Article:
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Giovanni Pietro Francesco Agius de Soldanis

From Wikipedia, the free encyclopedia


Giovanni Pietro Francesco Agius de Soldanis
Bust of Giovanni Pietro Francesco Agius de Soldanis.jpeg
Bust of de Solidanis at the Villa Rundle
Born
Ġan Piet Franġisk Agius

30 October 1712
Died30 January 1770 (aged 57)
Resting placeCollegiate Parish Church of St Paul's Shipwreck, Valletta
NationalityMaltese
EducationCollegium Melitense, Valletta
University of Padua
OccupationPriest · Lawyer · Librarian
Parents
  • Andrea Hagius (father)
  • Valenzia Sultana (mother)

Canon Giovanni Pietro Francesco Agius de Soldanis (Maltese: Ġan Piet Franġisk Agius de Soldanis, 30 October 1712 – 30 January 1770), often called de Soldanis (Maltese: Sultana[1]), was a Maltese linguist, historian and cleric from the island of Gozo. He wrote the first lexicon and systematic grammar of the Maltese language, and he was the first librarian of the Bibliotheca Publica, the precursor of the National Library of Malta.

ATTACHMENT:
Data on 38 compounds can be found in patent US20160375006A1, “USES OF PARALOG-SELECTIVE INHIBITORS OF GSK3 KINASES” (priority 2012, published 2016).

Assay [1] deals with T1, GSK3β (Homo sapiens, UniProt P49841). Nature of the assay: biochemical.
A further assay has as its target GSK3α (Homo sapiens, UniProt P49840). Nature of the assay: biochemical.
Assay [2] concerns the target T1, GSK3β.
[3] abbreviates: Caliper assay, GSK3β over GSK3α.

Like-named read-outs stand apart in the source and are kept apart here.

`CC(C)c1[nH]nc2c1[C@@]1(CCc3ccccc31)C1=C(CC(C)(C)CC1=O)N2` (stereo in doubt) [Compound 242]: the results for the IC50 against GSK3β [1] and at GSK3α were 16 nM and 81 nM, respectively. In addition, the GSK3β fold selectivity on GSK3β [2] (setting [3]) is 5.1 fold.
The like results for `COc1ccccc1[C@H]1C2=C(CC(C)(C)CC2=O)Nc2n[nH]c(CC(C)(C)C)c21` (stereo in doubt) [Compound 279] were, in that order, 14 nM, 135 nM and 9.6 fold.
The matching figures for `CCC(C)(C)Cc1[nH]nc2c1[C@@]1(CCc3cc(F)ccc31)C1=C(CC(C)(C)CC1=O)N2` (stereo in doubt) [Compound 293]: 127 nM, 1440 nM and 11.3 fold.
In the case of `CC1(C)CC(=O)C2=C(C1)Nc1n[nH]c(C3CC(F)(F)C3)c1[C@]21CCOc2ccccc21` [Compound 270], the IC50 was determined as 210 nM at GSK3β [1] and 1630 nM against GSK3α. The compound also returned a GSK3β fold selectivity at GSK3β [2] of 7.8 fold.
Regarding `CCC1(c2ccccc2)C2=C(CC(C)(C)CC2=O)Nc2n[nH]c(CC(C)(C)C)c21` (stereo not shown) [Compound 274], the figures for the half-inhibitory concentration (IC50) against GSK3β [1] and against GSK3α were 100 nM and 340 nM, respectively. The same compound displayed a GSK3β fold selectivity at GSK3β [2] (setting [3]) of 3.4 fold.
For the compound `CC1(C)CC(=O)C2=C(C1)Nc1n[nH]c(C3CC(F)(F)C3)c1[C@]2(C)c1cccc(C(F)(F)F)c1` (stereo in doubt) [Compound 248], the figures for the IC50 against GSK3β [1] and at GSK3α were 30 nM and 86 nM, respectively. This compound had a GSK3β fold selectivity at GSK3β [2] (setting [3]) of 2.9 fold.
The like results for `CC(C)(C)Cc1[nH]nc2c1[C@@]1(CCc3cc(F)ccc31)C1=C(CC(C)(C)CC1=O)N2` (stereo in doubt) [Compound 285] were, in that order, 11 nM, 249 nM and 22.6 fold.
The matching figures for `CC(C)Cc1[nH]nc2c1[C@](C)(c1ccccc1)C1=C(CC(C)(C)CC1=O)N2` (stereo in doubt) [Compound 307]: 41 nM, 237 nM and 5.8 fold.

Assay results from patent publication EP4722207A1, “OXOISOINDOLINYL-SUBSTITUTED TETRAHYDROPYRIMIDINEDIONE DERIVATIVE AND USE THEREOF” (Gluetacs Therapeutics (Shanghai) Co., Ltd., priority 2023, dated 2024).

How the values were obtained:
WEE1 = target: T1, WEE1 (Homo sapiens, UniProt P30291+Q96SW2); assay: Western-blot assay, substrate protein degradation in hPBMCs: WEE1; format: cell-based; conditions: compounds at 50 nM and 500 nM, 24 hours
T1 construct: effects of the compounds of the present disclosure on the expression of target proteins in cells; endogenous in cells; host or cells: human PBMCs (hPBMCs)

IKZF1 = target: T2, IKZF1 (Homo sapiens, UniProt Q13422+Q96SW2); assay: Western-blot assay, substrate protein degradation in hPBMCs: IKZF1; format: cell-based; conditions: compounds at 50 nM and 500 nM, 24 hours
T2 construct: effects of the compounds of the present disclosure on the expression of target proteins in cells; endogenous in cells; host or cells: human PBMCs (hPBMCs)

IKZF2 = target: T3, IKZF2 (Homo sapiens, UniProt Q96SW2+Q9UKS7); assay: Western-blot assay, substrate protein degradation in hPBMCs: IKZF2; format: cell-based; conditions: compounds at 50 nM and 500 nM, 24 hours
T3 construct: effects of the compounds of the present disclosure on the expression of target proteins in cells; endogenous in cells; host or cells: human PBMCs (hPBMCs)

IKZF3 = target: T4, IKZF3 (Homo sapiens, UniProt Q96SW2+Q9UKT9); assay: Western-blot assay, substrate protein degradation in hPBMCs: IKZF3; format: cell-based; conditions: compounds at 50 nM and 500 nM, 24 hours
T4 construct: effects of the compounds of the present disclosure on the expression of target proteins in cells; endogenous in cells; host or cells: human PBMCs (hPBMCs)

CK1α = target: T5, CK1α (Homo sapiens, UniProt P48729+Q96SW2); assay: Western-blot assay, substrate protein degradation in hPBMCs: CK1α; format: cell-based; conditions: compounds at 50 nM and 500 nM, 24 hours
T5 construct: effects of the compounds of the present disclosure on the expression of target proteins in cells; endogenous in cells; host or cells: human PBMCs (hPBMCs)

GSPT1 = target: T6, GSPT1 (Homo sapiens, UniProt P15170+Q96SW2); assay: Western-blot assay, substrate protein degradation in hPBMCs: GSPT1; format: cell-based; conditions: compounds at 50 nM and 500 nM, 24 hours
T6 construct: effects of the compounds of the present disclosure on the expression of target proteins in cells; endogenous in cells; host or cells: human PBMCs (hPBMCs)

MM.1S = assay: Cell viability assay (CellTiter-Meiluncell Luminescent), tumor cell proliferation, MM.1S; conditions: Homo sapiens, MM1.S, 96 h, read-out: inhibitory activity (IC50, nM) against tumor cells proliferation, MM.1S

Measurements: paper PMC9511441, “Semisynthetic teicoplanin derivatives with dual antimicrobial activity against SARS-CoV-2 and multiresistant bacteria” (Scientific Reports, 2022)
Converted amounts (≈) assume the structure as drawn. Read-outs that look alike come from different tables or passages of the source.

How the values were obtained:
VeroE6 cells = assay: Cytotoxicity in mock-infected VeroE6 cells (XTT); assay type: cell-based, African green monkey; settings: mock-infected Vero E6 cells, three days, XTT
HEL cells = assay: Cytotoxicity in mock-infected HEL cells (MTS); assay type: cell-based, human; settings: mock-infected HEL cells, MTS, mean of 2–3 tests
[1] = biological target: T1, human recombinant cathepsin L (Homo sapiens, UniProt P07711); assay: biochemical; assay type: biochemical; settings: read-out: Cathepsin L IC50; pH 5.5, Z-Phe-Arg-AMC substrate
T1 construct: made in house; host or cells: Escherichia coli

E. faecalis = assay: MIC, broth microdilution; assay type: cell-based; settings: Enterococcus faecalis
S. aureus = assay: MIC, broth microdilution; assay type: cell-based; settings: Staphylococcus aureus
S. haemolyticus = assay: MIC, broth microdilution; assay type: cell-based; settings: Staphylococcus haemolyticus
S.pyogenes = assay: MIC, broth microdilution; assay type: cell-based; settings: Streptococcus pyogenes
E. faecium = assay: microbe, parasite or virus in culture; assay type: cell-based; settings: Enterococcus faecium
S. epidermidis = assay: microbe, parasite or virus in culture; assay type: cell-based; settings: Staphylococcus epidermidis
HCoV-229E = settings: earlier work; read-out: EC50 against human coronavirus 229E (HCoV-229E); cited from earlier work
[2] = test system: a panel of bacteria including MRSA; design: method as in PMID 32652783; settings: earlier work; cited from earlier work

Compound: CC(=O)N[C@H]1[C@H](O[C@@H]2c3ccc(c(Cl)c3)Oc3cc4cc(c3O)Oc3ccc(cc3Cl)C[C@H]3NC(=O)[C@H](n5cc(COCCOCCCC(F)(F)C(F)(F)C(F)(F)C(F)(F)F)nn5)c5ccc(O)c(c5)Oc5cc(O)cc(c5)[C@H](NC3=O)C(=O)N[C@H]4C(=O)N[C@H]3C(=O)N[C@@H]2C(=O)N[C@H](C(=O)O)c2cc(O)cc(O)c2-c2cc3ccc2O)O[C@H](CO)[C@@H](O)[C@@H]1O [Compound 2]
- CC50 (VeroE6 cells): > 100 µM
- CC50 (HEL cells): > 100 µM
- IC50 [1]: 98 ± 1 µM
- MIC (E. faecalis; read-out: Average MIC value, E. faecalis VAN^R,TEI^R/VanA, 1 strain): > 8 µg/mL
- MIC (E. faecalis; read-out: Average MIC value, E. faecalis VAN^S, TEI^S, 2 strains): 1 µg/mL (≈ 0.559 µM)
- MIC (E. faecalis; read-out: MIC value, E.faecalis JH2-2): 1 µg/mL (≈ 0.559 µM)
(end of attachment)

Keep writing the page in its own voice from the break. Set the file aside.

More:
Life

De Soldanis was born on 30 October 1712 in Rabat, Gozo, to Andrea Hagius and Valenzia Sultana. He was baptised in the Parish Church of St. George the following day. He was born Giovanni Pietro Francesco Agius, but he later added de Soldanis to his name, a Latinized version of his mother's surname Sultana, and he is now commonly known by that name.[2]

Monument of de Solidanis at Villa Rundle Gardens in Victoria, Gozo
Monument of de Solidanis at Villa Rundle Gardens in Victoria, Gozo

De Soldanis was privately educated by a Capuchin friar at the convent of Our Lady of Graces. He later studied literature, philosophy, theology and law at the Jesuit college in Valletta. De Soldanis was appointed canon of the Gozo Matrice by Bishop Paul Alphéran de Bussan in 1729, and he was ordained priest six years later in 1735.[3]

De Soldanis was interested in history, culture, archaeology and the Maltese language. He had an extensive library and a museum in his house, which contained various old coins and medals, inscriptions, pottery and statues. He wrote several manuscripts in a number of languages, including Maltese, Italian and French. He published some of his works in Rome, Naples, Venice and Avignon, but he never published anything in Malta since there was no printing press at the time.[2]